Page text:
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Monday, May 25, 2015

Science and Music

When I was a child, my parents and my sister argued about the Beatles on Ed Sullivan, a classic trope of generational conflict over taste. Looking back from the third phase of life that family quarrel (which never ever quite resolved itself) and the old line about not knowing art but knowing what you like (arguably first uttered in the New York Times in 1880:" I don't pretend to know much about art; but I know what pleases.") just keep bumping around in my head these days but with a slight variation...now I am thinking I may not know much about science but science sure doesn't know music...or not in any way that is 'helpful' to the human condition.

I love music, love listening to it at my desk, in the car. I listen when I am moody, mellow, anxious or serene. I listen to immerse, to distract, to concentrate and to learn. I learned about music from my parents, who had a floor cabinet stereo system and a few 78s and a lot of 33's. Some of what they liked to play, I still like to listen to: Roy Orbison, Otis Redding and Harry Belafonte. My most consistent musical favourites I acquired through personal exploration in the 1960s and 1970s: Bob Dylan, The Rolling Stones, Leonard Cohen, Neil Young. When I worked at CBC radio, I was constantly learning about new musicians and new genres of music. The list of who I will and do listen to could go on and on. But I fear that some folks are intent on making music about something other than music.

The past few weeks  news feeds and newsites have been filled with stories purporting to make definitive comments on music rooted in 'science,' or, more accurately, in algorithmic analysis, lyric content analysis, suspect on-line surveys and a host of other big data analytic tools  used to make the news equivalent of click bait. The upshot of the 'news' is: Nickleback has or doesn't have 'the smartest lyrics', people stop listening to new music at age 33 (earlier if you are a parent) or don't, pop music is increasingly about advertising, that the biggest changes in music were in the 60s but in 1991...and without doubt there is more to come. Predictably, each time one of these 'studies' was released, the media both old and new when nuts.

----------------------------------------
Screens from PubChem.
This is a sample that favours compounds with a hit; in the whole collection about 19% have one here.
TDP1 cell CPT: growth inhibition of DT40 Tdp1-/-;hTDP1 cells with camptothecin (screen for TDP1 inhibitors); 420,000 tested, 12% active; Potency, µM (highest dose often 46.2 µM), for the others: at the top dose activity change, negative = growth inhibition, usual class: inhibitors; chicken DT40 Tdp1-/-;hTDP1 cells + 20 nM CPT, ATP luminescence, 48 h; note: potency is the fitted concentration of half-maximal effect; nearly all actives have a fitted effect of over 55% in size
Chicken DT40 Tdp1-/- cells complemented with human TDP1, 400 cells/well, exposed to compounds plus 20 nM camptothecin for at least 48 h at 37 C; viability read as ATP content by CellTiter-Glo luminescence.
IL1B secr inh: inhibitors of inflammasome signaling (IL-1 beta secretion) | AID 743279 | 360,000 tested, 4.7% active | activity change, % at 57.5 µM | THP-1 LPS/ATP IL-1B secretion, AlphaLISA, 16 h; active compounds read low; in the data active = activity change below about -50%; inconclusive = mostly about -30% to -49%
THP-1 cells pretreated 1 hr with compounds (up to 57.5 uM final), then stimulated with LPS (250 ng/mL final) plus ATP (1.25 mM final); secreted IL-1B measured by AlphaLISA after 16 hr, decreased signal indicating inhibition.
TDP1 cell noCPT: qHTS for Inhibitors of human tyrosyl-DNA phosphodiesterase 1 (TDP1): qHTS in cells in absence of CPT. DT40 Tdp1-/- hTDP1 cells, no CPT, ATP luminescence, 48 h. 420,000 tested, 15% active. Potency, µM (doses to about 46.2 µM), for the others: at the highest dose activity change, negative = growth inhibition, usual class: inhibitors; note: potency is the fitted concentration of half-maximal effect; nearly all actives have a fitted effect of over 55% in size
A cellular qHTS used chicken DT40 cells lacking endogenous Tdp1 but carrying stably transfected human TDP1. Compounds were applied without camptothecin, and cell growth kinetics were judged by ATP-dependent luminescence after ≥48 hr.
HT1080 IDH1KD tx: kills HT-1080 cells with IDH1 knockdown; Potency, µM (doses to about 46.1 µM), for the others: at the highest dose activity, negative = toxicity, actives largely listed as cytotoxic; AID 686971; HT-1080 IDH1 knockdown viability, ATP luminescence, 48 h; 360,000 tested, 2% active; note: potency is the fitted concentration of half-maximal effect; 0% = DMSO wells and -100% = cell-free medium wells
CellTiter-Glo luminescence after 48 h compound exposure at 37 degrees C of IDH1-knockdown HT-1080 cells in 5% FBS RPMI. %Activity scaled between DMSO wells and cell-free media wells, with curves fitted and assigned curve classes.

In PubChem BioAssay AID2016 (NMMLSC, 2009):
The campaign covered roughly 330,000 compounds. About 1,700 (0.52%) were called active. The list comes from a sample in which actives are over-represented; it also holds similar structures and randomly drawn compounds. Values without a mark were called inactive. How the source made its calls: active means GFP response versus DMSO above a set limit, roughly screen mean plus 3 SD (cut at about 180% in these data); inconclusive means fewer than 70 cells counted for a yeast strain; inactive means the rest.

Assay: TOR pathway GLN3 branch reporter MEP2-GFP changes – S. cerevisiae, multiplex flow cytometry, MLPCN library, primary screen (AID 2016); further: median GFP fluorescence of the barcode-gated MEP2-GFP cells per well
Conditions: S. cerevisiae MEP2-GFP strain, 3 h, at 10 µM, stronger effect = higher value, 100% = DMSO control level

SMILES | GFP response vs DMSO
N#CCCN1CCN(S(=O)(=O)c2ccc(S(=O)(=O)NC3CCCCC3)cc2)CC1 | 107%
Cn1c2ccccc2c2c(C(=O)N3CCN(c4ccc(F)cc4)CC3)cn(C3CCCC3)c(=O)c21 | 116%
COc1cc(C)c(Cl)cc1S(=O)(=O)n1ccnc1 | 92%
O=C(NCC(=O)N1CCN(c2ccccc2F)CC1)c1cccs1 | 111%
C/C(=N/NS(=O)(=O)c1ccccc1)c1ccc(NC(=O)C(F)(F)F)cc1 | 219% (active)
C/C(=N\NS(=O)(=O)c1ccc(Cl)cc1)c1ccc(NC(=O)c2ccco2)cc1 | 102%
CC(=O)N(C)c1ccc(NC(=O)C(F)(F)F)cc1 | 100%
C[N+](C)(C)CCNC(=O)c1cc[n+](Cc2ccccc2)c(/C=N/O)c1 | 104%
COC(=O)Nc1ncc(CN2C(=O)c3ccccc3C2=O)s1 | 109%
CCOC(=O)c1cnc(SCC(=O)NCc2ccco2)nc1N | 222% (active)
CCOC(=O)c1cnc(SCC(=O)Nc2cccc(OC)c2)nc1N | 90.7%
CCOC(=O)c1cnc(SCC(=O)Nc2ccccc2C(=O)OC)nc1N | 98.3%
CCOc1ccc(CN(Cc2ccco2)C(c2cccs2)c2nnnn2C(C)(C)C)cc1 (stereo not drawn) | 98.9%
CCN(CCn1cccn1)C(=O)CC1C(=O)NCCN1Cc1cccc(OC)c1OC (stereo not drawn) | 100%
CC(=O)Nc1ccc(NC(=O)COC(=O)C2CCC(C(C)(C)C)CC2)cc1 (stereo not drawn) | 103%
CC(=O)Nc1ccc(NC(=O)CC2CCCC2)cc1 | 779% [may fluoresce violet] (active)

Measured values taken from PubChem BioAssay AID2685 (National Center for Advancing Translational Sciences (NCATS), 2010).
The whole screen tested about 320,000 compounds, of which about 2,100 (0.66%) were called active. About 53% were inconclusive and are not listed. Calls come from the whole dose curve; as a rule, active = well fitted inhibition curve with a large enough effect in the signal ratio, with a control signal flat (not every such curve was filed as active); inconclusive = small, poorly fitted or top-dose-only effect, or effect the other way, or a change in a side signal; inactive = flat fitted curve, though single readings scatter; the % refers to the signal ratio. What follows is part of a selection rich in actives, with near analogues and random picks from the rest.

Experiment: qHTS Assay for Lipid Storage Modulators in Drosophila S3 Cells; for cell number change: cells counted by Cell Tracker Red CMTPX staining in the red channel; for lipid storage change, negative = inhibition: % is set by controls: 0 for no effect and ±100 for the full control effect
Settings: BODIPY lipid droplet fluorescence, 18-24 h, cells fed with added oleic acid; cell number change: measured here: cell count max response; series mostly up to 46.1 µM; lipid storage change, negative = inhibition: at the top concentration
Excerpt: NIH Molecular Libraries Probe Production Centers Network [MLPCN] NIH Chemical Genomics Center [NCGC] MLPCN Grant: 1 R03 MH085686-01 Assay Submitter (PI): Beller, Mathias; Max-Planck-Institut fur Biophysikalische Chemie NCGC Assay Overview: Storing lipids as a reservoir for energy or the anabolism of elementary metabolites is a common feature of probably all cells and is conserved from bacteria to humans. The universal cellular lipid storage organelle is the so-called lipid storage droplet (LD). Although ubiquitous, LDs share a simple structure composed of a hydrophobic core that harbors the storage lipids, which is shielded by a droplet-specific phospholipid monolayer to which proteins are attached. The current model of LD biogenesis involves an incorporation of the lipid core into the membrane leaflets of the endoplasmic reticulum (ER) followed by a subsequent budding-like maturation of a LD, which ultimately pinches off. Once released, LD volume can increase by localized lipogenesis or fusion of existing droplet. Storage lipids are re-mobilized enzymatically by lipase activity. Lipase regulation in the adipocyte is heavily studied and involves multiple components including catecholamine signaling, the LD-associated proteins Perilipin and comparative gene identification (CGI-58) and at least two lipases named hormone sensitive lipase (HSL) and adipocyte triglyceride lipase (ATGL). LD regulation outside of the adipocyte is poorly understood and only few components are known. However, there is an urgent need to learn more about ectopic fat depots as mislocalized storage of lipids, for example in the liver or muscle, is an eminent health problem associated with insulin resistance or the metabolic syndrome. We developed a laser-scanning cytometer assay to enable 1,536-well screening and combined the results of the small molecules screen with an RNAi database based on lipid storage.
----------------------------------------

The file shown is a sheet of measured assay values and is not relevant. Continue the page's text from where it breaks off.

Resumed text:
What types of music we listen to is often portrayed as one of the key markers between generations, cultural groups, class etc. Who you like to listen to, simply reveling in the joy of performance, composition, sound, meaning and memory, has been turned into a means of division, a matter of separation rather than what it should be: a remarkable defining characteristic of what it means to be human, to be truly alive. As you can probably guess there is even a Buzzfeed quiz that bets it can guess your age by the music you listen to.

Don't get me wrong, there is much that science and music can tell us about the human condition, the idea of memory formation and even how the healthy brain works and the unhealthy one doesn't. In an earlier post, I made mention of Daniel Levitin, the neuroscience and musician who is constantly finding out new things about the brain, music and the link. And that's the science we should be paying attention to, the stuff that elevates us, that makes us think, not the stuff meant to divide and distract.

But the flood of 'news stories' did trigger one nagging thought. You do have to keep finding new music. New sounds, new ways of interpreting life are important and keep the brain working. Just don't fool yourself into thinking that the only 'new music' was music produced yesterday. I am learning more about blues musicians I had never heard of, listening to recordings and performances by people dead before I was born. New is just shorthand for new to you. In that sense new is good. P

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